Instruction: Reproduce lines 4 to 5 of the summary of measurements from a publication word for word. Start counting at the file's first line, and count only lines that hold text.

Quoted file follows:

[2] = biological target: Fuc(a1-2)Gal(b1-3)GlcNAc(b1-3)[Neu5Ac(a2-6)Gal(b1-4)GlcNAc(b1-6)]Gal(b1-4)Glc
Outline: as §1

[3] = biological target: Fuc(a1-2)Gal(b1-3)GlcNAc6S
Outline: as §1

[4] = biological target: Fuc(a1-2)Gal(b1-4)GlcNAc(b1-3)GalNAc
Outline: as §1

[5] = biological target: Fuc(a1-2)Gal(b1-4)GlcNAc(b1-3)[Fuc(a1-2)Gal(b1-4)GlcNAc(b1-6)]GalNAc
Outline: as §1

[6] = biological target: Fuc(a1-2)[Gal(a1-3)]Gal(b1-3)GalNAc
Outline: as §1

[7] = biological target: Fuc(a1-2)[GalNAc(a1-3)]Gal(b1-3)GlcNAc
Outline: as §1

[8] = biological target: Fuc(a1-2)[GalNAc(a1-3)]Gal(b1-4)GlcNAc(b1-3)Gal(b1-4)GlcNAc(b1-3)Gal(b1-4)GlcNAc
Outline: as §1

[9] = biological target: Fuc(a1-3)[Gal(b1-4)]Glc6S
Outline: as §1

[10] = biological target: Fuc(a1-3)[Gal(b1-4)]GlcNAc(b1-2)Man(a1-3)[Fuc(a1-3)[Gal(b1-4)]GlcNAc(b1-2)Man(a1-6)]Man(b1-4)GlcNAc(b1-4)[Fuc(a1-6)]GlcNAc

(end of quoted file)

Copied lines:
Outline: as §1

[4] = biological target: Fuc(a1-2)Gal(b1-4)GlcNAc(b1-3)GalNAc